Some of these things don't resound with my own beliefs/convictions, and some of them, honestly, I just suck at. And that's OK. :)

Obviously, there are times when I observe that my kids need something that I wouldn't normally chose to do in order to get through a tough phase, or to reach a certain level of developmental need, and I suck it up and deal with it, because I'm an adult, and I have the skills to. I'm learning, though, more and more, that when I experience stress as a parent, sometimes, I can find relief and grace and care for myself in the places I've not examined before- places that have nothing to do with my children's well-being, and everything to do with illogical self-imposed pressure I assign to the title of "Good Parent". A lot of it, it turns out, for us, has been poppycock.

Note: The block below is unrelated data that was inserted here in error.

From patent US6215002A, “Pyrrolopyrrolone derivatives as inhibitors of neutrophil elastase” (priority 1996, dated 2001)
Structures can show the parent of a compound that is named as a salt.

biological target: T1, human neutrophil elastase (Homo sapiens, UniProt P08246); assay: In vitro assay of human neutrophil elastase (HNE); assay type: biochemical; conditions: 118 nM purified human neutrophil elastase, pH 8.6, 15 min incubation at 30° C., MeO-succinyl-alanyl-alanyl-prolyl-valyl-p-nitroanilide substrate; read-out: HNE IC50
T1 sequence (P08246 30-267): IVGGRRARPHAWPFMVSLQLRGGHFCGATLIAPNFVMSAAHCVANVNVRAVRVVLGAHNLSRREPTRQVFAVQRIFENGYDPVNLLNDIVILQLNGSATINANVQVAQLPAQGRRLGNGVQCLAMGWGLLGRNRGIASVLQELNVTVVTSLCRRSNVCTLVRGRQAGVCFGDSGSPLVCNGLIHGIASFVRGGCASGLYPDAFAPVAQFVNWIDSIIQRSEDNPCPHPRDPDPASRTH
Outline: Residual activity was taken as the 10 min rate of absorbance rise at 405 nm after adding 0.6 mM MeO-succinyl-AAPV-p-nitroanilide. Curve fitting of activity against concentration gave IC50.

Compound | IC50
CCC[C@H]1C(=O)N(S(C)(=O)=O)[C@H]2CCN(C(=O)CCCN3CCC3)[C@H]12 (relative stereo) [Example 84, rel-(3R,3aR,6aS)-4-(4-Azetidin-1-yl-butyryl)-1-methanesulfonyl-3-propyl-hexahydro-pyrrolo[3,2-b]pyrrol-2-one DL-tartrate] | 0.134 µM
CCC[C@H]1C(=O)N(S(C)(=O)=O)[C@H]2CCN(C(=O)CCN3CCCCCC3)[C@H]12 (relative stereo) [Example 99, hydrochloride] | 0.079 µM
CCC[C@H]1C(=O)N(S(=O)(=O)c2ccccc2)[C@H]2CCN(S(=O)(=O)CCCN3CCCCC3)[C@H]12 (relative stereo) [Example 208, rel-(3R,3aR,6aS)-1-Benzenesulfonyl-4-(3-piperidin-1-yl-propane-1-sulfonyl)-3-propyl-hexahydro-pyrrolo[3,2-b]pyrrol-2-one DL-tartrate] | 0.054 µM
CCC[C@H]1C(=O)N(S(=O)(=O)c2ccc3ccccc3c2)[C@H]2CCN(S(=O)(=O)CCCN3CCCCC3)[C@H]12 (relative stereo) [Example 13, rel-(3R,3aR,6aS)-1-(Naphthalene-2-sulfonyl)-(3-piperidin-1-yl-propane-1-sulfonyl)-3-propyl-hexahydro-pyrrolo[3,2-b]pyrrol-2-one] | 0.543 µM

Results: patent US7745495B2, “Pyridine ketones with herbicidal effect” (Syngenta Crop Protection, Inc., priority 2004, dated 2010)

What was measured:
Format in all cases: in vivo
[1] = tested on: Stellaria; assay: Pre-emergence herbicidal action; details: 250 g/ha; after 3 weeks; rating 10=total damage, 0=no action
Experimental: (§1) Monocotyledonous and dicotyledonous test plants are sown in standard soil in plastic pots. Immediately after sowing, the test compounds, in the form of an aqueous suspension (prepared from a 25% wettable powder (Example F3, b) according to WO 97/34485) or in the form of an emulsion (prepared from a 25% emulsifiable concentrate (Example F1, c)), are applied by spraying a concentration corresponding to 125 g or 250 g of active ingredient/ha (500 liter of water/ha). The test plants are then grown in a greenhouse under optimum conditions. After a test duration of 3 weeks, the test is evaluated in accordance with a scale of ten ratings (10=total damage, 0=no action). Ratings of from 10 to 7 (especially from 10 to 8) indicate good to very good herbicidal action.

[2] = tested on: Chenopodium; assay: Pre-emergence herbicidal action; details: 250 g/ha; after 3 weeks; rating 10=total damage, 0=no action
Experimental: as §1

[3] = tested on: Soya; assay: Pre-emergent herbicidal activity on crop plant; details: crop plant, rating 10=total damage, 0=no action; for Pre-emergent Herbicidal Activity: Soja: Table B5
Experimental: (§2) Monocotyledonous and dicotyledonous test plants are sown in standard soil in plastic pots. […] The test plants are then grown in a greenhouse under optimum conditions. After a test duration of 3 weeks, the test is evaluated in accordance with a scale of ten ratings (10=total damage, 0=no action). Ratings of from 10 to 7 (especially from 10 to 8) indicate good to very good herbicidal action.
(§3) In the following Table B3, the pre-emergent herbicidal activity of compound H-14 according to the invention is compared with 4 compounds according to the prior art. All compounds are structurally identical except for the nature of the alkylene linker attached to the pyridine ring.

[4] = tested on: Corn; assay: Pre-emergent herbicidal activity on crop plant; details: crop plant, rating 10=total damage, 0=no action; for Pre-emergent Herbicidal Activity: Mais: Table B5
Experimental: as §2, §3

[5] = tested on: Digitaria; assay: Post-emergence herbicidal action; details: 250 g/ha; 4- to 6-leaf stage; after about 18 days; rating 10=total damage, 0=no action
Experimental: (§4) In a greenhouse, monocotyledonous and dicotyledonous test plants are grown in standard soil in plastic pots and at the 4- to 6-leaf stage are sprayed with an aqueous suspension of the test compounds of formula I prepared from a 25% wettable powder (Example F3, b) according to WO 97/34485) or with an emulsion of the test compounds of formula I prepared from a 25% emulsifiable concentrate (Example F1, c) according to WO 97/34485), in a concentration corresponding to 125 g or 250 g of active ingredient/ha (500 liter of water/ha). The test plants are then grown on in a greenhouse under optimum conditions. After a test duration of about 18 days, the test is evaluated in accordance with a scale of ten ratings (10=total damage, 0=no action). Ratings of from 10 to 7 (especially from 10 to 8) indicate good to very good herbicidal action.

I've found freedom in realizing this. Mothers (and fathers!), as people, are worth nurturing and caring for, along with their children. How can we expect to teach our children that they are worth kindness, respect, freedom and dignity, when we fail to model valuing these things for ourselves? Why should they treasure them, if we don't? And what sort of compass will they have for that kind of health will they have, if they have no clue what that looks like as an adult? I've been delighted and surprised to find that my girls are honestly happier when I'm healthier (not that I need that as an excuse to be healthy).

I think there must be a balance between selfish carelessness and miserable martyrdom that it's possible to strike, and it's that middle ground I find myself in pursuit of with increasing joy and liberty...if I can keep my place in this journey, and get into the habit of feeling no guilt for allowing myself to simply be, not because I've done something to be worthy, but because I'm a complex and compassionate human being.

Wednesday, September 7, 2011

Perfectly Happy, Dreary Day.

Today has been a lovely day for less structured learning here, and I'm digging every minute of it.